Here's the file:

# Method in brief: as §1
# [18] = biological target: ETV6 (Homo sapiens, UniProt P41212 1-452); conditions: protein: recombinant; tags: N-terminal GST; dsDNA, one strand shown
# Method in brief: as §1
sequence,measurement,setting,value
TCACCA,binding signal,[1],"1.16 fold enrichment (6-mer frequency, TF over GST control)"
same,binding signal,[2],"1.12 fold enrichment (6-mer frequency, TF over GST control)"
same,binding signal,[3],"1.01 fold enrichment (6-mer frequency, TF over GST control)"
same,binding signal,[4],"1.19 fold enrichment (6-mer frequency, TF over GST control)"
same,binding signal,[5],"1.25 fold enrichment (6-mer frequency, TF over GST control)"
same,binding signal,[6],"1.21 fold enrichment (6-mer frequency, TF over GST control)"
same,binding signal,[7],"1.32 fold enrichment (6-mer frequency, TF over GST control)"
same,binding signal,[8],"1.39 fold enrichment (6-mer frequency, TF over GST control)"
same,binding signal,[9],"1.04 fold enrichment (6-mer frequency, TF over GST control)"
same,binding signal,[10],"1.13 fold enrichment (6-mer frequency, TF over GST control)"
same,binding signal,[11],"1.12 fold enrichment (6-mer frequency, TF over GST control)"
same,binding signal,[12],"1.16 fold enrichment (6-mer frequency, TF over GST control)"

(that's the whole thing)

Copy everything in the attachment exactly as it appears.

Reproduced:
# Method in brief: as §1
# [18] = biological target: ETV6 (Homo sapiens, UniProt P41212 1-452); conditions: protein: recombinant; tags: N-terminal GST; dsDNA, one strand shown
# Method in brief: as §1
sequence,measurement,setting,value
TCACCA,binding signal,[1],"1.16 fold enrichment (6-mer frequency, TF over GST control)"
same,binding signal,[2],"1.12 fold enrichment (6-mer frequency, TF over GST control)"
same,binding signal,[3],"1.01 fold enrichment (6-mer frequency, TF over GST control)"
same,binding signal,[4],"1.19 fold enrichment (6-mer frequency, TF over GST control)"
same,binding signal,[5],"1.25 fold enrichment (6-mer frequency, TF over GST control)"
same,binding signal,[6],"1.21 fold enrichment (6-mer frequency, TF over GST control)"
same,binding signal,[7],"1.32 fold enrichment (6-mer frequency, TF over GST control)"
same,binding signal,[8],"1.39 fold enrichment (6-mer frequency, TF over GST control)"
same,binding signal,[9],"1.04 fold enrichment (6-mer frequency, TF over GST control)"
same,binding signal,[10],"1.13 fold enrichment (6-mer frequency, TF over GST control)"
same,binding signal,[11],"1.12 fold enrichment (6-mer frequency, TF over GST control)"
same,binding signal,[12],"1.16 fold enrichment (6-mer frequency, TF over GST control)"